"I remember the projects of Tennessee, government cheese, milk and me, when at EYM:
A child says, 'Ms. Echols, Um Hungry,'
A high school student can't read a 4th grade textbook,
A parent tells me she is abused,
A 16-year-old tells me she's pregnant and confused,
A parent tells me he is an addict,
A 72-year-old is raising three grandchildren,
A young girl tells me she doesn't like the dark skin she lives in...
The challenge is enormous, but transforming expectations and possibilities is contagious. It happened to me, Mrs. Echols-Brown."
Mrs. Angeles Echols-Brown and her Los Angeles-based nonprofit organization, Educating Young Minds (EYM), are building a better tomorrow for inner-city students.
More than 3,500 students and counting have been nurtured and empowered with the skills and ability to enroll in, succeed at and graduate from four year universities by the passion and commitment to education of Mrs. Angeles Echols-Brown and her nonprofit organization, Educating Young Minds (EYM).
EYM provides morning home study, after-school tutoring at The Ray Charles/EYM Enrichment and Learning Program, Saturday high school and collegiate test prep classes, summer programs and college scholarships in its state-of-the-art learning center. Under Mrs. Echols-Brown's leadership, EYM has blossomed into an educational haven for inner-city students from kindergarten to high school seniors of all academic levels. EYM boasts an 87 percent success rate of four-year college graduates from universities such as USC, UCLA, Columbia, Spelman, Stanford, Xavier, Berkeley and many others.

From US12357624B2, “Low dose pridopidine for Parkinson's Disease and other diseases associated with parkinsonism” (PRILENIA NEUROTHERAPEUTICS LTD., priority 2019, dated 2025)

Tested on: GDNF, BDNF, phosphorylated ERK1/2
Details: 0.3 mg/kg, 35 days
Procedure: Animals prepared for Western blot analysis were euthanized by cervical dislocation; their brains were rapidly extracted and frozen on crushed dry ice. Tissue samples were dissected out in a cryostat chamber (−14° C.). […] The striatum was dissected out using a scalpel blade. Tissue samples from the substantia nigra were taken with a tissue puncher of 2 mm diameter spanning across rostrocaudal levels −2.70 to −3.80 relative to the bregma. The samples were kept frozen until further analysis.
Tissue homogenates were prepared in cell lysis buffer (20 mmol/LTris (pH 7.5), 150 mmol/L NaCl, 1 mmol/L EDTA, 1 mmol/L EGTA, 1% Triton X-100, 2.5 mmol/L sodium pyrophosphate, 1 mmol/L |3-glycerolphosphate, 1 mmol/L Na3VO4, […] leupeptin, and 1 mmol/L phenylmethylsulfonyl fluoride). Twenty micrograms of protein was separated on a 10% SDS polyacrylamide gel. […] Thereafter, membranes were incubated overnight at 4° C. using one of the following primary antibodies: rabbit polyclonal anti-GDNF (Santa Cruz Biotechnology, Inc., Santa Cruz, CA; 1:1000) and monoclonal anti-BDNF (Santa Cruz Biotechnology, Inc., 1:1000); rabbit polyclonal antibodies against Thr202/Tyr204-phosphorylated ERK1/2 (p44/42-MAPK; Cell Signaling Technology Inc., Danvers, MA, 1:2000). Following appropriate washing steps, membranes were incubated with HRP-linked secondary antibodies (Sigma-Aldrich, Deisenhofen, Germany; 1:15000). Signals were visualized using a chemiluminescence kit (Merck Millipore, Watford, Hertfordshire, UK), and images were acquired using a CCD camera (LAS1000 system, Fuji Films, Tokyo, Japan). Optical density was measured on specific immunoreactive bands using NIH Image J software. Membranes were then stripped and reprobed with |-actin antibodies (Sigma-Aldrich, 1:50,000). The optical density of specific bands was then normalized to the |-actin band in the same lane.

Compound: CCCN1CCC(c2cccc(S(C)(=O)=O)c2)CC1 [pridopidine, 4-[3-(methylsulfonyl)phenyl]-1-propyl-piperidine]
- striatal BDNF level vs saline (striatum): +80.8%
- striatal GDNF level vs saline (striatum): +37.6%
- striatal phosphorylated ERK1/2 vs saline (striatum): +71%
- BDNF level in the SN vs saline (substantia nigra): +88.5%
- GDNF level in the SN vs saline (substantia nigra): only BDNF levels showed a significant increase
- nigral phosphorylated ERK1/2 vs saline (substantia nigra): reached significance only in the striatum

What makes EYM so extraordinary is that it goes beyond the academics by putting the needs of the child first and instills a sense of duty to those students who have already benefited from EYM. For instance, eight of the 30 current staff members are EYM alumni who have returned to work at the nonprofit after college. These men and women signify the virtues of EYM and Mrs. Angeles-Echols' humble beginning when she founded EYM while living in a small apartment with a modest $50 budget in 1987.
Her experience working with children afforded Mrs. Echols-Brown the opportunity to discover her passion - helping inner-city students reach their greatest potential. Mrs. Echols-Brown served as an instructor, tutor, counselor, mentor and teacher at Harvard University's Upward Bound program, Chaffey College in Rancho Cucamonga and Los Angeles' Trinity Lutheran School. While being raised in a single-parent home with two sisters in Memphis, Tennessee, Mrs. Angeles-Echols realized the importance of community support. Educators, community leaders and fellow church members served as her mentors. They directed her on a path to graduate from Cornell University. After graduation, Mrs. Echols-Brown made it her priority to give back to the community.
Both EYM and Mrs. Echols-Brown have been recognized for their extraordinary commitment to the community. Some most recent awards include Black American Political Association of California's Educational Leader of the Year Award; Lifetime Achievement and Appreciation Awards from Jack and Jill of America, Inc., Crystal Stairs, Inc., Crenshaw Christian Center, American Legion and the City of Los Angeles; Masters of Education Award from Recycling Black Dollars; Community Humanitarian Award from the Oscar Joel Bryant Foundation; and Certificates of Recognition and Achievement from both the United States Senate and California State Assembly.